I received an advanced copy of this book and this is my honest review: This was such a great book. 4 Stars and all the Copper Chittim for the author. Before I go any further some housekeeping: Reading age : Appropriate for 10+ years old. I would give 9 years-old me this book to read and it would be a blast! Cliffhanger : Nope! But anticipating the sequel. So much potential. *ZEE* QUOTE : "There are no Lamb cultures where people do not strive for this inferior thing called perfection" Favourite part: The"Fast Facts for Free Agents"! SO. MUCH. INTERNALIZATION. This book is billed the Nigerian Harry Potter but I disagree. It reminds me more of Laini Taylor's "Daughter of smoke and bone" trilogy. Indeed, while "Akata witch" can be viewed as a wizardely coming of age tale set in ~~~exoctic~~~ Nigeria, it is much deeper than that and more layered than HP could ever be. Sunny, Orlu, Chichi and Sasha are much more relatable and realistic characters. The Author masterfully weaves in the difficult dynamics of Culture and Subcultures and how they intersect and clash sometimes depending on which side of the fence one is. It begs the question of what is the Self in regards of the (African/North American) Diaspora. The author adress the infamous Diaspora wars ["Akata Witch" OMG she went there] with great humour, a spoonful of tenderness and a pinch of cynisism. Nnedi Okorafor also gives its dues to the splendid plurality of the Cultures of the African continent and of the Diaspora. But the thing that I would applaud the most is that none of that stuff jumps right in your face. If you know nothing about Diaspora wars, all you'll see is a world divided in 2. On one side you have the regular folks, The Lambs, and the Magically Gifted Leopard People on the other. There is no Manichean divide; there is good and bad within both factions. In the Mist of it all stands one young imperfect girl, which is neither here or there, navigating her way through the world with the help of her friends. She will learn that "We embrace those things that make us unique or odd. For only in these things can we locate and then develop our most individual selves". Sunny, Orlu, Chichi and Sasha will learn that "There are more valuable things in life than safety and comfort. Learn. You owe it to yourself". I will end my rambling now, but Yes I will recommend this book to any teen I know, because this book is magical yet real. It’s intriguing yet familiar. And the lessons to be learned while pretty standard are always a good refresher. 4/5 because of some pacing issues. Thank you so much to First to read for providing me with a copy!

“Prejudice begets prejudice, you see. Knowledge does not always evolve into wisdom.” Thank you to First to Read Program by Penguin for giving me the opportunity to read this book, which got me too excited once I found out it was about a Nigerian character, which was something I've always wanted to read about. From the first chapter I knew I'd connect with the main character, Sunny, the story begins with sunny being teased by her colleagues and I know that feeling all too well, as well as the fact that she writes and I love to write. Sunny then makes 3 friends: Orlu, Chichi, Sasha and she introduces them to her magical world. We go together with Sunny on a journey of discovery, where she's discovering her powers and how the world truly is. This boo “We embrace those things that make us unique or odd. For only in these things can we locate and then develop our most individual abilities.” Nnedi's writing is just amazing and engaging, making the entire experience better. This was my first book from her and I can’t wait to read more, I wasn't sure what to expect jumping into it, but I'm glad I got the opportunity to read this amazing work, and recommend it to all of you, I do have to say that it has been compared to other books, including Harry Potter, but the only similarities I can account for is the whole fighting against an evil persona, in this case Black Hat Otokoto, who is stealing and killing children, often removing their eyes in the process, but we should be used to the fact that a group of friends is mastering skills to stop an evil source, it has happened in more books than Harry Potter, take Lord of The Rings as another example, this shouldn't stop you from reading this book, it should only spike your interest on it “There will be danger; some of you may not live to complete your lessons. It's a risk you take. This world is bigger than you and it will go on, regardless.”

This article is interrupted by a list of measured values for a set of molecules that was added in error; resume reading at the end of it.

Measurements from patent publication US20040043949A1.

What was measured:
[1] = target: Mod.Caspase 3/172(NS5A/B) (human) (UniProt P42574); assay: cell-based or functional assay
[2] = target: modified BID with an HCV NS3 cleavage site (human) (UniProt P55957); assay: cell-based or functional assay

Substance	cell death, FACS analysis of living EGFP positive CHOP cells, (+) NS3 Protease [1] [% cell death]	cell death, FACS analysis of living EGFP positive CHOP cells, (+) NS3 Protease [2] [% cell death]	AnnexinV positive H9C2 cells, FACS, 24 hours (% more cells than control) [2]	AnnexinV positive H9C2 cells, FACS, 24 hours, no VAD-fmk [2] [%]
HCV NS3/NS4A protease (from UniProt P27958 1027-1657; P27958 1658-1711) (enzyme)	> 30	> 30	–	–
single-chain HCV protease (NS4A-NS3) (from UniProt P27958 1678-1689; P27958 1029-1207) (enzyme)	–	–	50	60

Finding your place in the world can be a challenge, but when you're an albino in Nigeria struggling to fit in with the other kids, that task can be even more challenging. Akata Witch by Nnedi Okorafor follows the discovery of unique power for its protagonist that helps her fit in with an unforeseen group of people. Twelve year old Sunny has been different all her life as an American living in Nigera with African roots and features, but she's also albino. Her friend and classmate Orlu introduces Sunny to free-spirited Chichi, who introduces a whole new world of opportunities to Sunny through revealing the magical potential she has. In learning about and developing her abilities, Sunny becomes one quarter of a magical group of students who are tasked with helping defend their community from an evil magical threat. The writing style is engrossing, driving readers forward to find out what happens next to this quartet of magic students. The narrative took a while to develop, establishing details about the magical abilities and rules of the world, and then the ending came rushing forward rather abruptly, which was quite jarring, although the overall story definitely leaves the reader wanting more in this world with these characters. While tales of students discovering their magical abilities and fighting a bad guy are relatively common, it was a nice reprieve for this story to take place in Nigeria, which offers a fantastic new outlook on the world and magic from a different cultural background. Overall, I'd give it a 3.5 out of 5 stars.